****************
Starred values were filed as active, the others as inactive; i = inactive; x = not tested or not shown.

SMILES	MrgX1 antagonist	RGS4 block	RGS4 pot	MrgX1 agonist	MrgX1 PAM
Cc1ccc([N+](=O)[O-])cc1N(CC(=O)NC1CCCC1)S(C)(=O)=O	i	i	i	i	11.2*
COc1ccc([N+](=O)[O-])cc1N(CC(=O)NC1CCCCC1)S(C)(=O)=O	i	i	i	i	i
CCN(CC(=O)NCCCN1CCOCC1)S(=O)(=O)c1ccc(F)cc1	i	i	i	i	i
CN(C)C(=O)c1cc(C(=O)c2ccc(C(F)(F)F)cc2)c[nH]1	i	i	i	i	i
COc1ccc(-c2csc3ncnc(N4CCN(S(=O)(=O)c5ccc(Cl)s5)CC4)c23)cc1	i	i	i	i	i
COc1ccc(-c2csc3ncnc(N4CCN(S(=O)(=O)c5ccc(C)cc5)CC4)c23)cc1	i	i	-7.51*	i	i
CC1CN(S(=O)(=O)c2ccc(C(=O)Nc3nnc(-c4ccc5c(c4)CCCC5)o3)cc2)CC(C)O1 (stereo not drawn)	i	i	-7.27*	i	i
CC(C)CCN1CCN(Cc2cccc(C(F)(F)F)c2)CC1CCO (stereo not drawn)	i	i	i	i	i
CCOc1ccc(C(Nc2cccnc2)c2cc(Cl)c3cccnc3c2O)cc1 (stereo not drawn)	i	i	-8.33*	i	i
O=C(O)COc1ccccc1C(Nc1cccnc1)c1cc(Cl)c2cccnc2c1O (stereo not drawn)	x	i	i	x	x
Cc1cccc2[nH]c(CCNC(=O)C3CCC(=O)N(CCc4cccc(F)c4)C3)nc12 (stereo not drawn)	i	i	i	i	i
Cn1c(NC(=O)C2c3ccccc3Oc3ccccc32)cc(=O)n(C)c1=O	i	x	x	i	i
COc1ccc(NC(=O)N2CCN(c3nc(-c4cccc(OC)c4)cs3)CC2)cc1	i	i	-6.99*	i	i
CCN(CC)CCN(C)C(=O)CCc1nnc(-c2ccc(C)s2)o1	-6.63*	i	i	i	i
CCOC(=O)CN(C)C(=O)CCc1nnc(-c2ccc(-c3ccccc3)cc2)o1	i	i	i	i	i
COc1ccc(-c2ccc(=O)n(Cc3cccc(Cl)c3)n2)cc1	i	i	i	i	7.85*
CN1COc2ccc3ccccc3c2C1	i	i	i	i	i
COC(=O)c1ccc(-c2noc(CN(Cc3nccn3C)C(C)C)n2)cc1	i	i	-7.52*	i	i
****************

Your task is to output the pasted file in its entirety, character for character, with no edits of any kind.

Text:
Starred values were filed as active, the others as inactive; i = inactive; x = not tested or not shown.

SMILES	MrgX1 antagonist	RGS4 block	RGS4 pot	MrgX1 agonist	MrgX1 PAM
Cc1ccc([N+](=O)[O-])cc1N(CC(=O)NC1CCCC1)S(C)(=O)=O	i	i	i	i	11.2*
COc1ccc([N+](=O)[O-])cc1N(CC(=O)NC1CCCCC1)S(C)(=O)=O	i	i	i	i	i
CCN(CC(=O)NCCCN1CCOCC1)S(=O)(=O)c1ccc(F)cc1	i	i	i	i	i
CN(C)C(=O)c1cc(C(=O)c2ccc(C(F)(F)F)cc2)c[nH]1	i	i	i	i	i
COc1ccc(-c2csc3ncnc(N4CCN(S(=O)(=O)c5ccc(Cl)s5)CC4)c23)cc1	i	i	i	i	i
COc1ccc(-c2csc3ncnc(N4CCN(S(=O)(=O)c5ccc(C)cc5)CC4)c23)cc1	i	i	-7.51*	i	i
CC1CN(S(=O)(=O)c2ccc(C(=O)Nc3nnc(-c4ccc5c(c4)CCCC5)o3)cc2)CC(C)O1 (stereo not drawn)	i	i	-7.27*	i	i
CC(C)CCN1CCN(Cc2cccc(C(F)(F)F)c2)CC1CCO (stereo not drawn)	i	i	i	i	i
CCOc1ccc(C(Nc2cccnc2)c2cc(Cl)c3cccnc3c2O)cc1 (stereo not drawn)	i	i	-8.33*	i	i
O=C(O)COc1ccccc1C(Nc1cccnc1)c1cc(Cl)c2cccnc2c1O (stereo not drawn)	x	i	i	x	x
Cc1cccc2[nH]c(CCNC(=O)C3CCC(=O)N(CCc4cccc(F)c4)C3)nc12 (stereo not drawn)	i	i	i	i	i
Cn1c(NC(=O)C2c3ccccc3Oc3ccccc32)cc(=O)n(C)c1=O	i	x	x	i	i
COc1ccc(NC(=O)N2CCN(c3nc(-c4cccc(OC)c4)cs3)CC2)cc1	i	i	-6.99*	i	i
CCN(CC)CCN(C)C(=O)CCc1nnc(-c2ccc(C)s2)o1	-6.63*	i	i	i	i
CCOC(=O)CN(C)C(=O)CCc1nnc(-c2ccc(-c3ccccc3)cc2)o1	i	i	i	i	i
COc1ccc(-c2ccc(=O)n(Cc3cccc(Cl)c3)n2)cc1	i	i	i	i	7.85*
CN1COc2ccc3ccccc3c2C1	i	i	i	i	i
COC(=O)c1ccc(-c2noc(CN(Cc3nccn3C)C(C)C)n2)cc1	i	i	-7.52*	i	i